can be found here. He mentions yours truly, but expands on the pros and cons to a degree I have not yet managed:
[Wilkes] suggests, among other things, that the Bank start targeting nominal economic growth (in other words GDP as we know it plus inflation). It is an intriguing idea: the Bank’s CPI target is narrow and specific; with inflation likely to bounce around for some time, markets, the risk is that market participants start to anticipate that the Bank will tighten policy before QE has really helped boost the economy. That anticipation could be as bad as the actual act of raising rates (or withdrawing QE) since banks change their lending rates to reflect expected changes in official monetary policy.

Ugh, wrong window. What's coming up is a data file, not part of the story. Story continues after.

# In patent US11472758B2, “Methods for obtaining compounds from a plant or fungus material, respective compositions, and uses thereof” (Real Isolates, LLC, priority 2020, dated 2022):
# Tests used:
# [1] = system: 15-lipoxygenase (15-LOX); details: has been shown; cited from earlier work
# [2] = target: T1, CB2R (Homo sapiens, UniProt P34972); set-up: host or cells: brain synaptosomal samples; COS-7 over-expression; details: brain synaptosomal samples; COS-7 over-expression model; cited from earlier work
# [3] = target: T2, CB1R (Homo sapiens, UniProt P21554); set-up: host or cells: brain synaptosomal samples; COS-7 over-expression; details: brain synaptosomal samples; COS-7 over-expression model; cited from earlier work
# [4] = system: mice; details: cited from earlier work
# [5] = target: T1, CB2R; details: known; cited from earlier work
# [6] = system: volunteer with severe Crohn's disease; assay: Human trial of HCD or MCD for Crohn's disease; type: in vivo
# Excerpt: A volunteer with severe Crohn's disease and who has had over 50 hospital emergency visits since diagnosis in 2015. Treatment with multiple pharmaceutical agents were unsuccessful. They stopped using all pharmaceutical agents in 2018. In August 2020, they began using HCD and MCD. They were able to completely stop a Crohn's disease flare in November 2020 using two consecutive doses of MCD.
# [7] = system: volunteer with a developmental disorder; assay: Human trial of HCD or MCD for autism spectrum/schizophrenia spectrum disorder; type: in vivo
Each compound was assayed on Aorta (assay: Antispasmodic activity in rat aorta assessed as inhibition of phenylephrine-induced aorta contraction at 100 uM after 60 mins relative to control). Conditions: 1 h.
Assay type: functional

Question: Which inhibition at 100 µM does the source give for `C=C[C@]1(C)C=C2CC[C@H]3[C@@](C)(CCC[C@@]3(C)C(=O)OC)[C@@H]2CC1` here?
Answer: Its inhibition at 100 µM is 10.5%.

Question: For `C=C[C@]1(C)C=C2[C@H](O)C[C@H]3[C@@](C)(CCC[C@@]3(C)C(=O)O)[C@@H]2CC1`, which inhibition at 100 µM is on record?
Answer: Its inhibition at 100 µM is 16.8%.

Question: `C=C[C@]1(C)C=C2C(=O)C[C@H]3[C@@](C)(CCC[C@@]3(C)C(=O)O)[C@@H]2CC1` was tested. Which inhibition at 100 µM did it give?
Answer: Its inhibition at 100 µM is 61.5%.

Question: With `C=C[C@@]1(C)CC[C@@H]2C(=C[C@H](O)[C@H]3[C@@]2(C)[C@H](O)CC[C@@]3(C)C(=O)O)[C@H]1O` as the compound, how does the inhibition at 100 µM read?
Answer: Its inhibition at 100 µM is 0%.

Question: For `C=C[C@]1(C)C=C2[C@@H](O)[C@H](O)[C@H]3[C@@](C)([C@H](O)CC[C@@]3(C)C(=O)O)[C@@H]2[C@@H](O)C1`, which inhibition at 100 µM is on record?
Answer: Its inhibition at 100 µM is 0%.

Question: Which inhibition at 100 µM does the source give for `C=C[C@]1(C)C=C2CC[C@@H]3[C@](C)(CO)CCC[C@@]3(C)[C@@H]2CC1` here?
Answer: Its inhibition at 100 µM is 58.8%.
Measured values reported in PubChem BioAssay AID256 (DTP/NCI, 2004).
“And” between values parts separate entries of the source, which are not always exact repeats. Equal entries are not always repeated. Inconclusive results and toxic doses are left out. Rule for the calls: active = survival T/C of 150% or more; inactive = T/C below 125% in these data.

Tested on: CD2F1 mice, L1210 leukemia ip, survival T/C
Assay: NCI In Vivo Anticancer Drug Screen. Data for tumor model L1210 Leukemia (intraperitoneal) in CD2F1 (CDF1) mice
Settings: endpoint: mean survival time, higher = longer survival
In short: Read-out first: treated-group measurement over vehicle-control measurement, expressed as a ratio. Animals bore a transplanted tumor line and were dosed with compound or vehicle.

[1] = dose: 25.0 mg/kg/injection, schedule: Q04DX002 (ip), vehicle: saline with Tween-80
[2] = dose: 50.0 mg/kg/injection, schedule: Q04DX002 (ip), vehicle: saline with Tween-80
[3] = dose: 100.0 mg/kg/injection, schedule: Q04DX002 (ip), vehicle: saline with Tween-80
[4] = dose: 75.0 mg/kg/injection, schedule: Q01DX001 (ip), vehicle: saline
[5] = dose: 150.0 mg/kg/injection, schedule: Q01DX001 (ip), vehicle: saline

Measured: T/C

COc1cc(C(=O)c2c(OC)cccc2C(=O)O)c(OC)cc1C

is that any change to the monetary policy rules right now – even if it would actually improve it – could have the perverse effect of undermining peoples’ confidence in the Government’s determination to control inflation. This is a pragmatic rather than an ideological or pure economic concern: it takes years, if not decades, to persuade people that you’ve worked out a pretty reliable way to prevent prices getting out of control. The risk is that a change in remit would undo much of that good work – even if you were only changing the target to a better one.
This is a very good point, and one I was much more concerned with when writing my first and rather dismal piece about inflation in, ahem, autumn 2008. It took years to get to this point, and if for a minute the markets think that you are changing targets to make life easier, then you might have hell to pay.
But as Ed’s previous post has argued, governments don’t benefit as much from inflation as everyone might think. And it is not as easy to achieve as the conspiracy theorists think.